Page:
By KATHY STEVENS The York Dispatch
Sunday truly was bittersweet for Eric Menzer.
Sweet because a two-year-long project was complete. Bitter because his son was not among hundreds of skateboarders who broke in the Reid Menzer Memorial SkatePark.
Before the ribbon was cut and the top-of-the-line concrete outdoor park was officially opened, Eric Menzer said he and his wife, Kendell, and daughter Frances would rather not be there, meaning he wished Reid was there and that the park was not a memorial.
He asked the crowd — the kids, teens, adults — to share in a moment of silence in recognition of Reid, who died Jan. 22, 2006. The 14-year-old eighth-grader at York Catholic High School was riding a street luge, which is similar to a skateboard but longer, when he was struck by a car at the intersection of Arlington Street and Merion Road.
His friends, fellow skaters and family decided to build a skate park in his honor. He’d often told his father that York should have a skate park, a place where likeminded people could learn, practice and excel at their sport. The city donated property; numerous others donated time, services and money to build the park.
There are no fees, no fences and no run-ins with police or property owners as long as all respect the park.
Thanks to all: Eric Menzer stood in front of the crowd thanking donors, workers, volunteers and vendors who’d helped the idea become reality. Skaters, designers, builders, concrete men and community activists pitched in to build the concrete park, which thus far has cost about $400,000.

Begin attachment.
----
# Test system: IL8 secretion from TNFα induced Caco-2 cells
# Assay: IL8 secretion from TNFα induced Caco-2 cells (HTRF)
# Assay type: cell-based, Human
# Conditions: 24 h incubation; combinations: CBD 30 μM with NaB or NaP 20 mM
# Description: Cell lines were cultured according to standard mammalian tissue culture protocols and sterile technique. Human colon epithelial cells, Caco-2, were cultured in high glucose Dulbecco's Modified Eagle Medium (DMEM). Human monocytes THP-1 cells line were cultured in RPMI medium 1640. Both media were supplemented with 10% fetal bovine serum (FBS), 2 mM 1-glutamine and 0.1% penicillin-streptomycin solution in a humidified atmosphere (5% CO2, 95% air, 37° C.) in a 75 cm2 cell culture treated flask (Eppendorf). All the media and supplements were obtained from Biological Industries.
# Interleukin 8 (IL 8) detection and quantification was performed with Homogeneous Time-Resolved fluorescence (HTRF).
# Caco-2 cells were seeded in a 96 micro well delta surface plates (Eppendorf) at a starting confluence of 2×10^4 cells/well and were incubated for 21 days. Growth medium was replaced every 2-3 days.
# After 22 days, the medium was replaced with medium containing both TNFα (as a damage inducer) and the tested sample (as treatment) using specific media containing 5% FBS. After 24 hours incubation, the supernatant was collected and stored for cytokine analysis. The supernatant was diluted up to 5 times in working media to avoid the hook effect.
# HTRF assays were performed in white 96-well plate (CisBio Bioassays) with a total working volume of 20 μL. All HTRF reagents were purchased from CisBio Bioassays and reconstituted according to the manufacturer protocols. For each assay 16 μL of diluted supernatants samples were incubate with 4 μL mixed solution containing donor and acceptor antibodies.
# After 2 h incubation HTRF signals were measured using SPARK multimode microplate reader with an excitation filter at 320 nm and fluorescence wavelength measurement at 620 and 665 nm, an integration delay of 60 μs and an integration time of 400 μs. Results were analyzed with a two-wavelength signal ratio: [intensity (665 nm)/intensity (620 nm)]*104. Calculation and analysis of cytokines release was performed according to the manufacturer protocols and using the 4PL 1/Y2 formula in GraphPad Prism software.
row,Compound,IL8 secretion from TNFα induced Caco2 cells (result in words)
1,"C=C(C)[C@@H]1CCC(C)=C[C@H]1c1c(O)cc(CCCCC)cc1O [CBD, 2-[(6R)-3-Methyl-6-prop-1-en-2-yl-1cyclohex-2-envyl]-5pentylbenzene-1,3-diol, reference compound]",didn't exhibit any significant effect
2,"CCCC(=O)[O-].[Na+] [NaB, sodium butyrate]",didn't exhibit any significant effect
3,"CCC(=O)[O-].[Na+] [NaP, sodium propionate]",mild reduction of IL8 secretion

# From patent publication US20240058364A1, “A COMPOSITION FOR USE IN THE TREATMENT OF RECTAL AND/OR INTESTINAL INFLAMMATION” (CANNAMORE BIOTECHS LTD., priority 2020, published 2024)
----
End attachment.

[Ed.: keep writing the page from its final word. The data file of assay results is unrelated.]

Attendees applauded Menzer; some clapped, others hit skateboards on concrete. The park, after all, is theirs. They are responsible for themselves, for garbage and for each other, the old looking after the young.
They are tasked with keeping noise to a low roar as not to disturb neighbors. They also must respect posted park hours and rules that include no smoking, alcoholic beverages, profanity or fighting.
Josh Munson, 16, and John Evin Groom, 15, both of Spring Garden Township, filmed and photographed the opening day ceremony to post online. Munson said he’s kept tabs on the project since the beginning. Neither of the teens knew Reid, but they said they believe his fellow skateboarders will step up and do their part in care of the park.
They listened to Eric Menzer, to city officials and builders who spoke during the ceremony. Josh and John said the park is a big deal, that there’s nothing like it within miles. They said skaters would come from Baltimore, Harrisburg and Lancaster.
Passion for sport: “What he’s doing benefits so many, he’s helped so many,” Josh said about Eric Menzer. “People should remember that (skateboarding) is more than a piece of wood with wheels. We have a passion for this, just like anyone who loves any other sport.”
He added that he respects Menzer for the effort and also for the pain that comes on days like Sunday when his son wasn’t there to enjoy the work.
“If it were me, I don’t know,” Josh said. “He’s just a really strong man.”
After the ceremony, after the ribbon was cut and skaters rolled and walked into the park, Menzer talked briefly. He said this is the only kind of memorial to his son he could’ve been involved in.
“I had no interest in (erecting) a sign,” Menzer said. “This is safe, and it’s legal. Kids don’t have to go onto the streets or on private property or in parking lots.”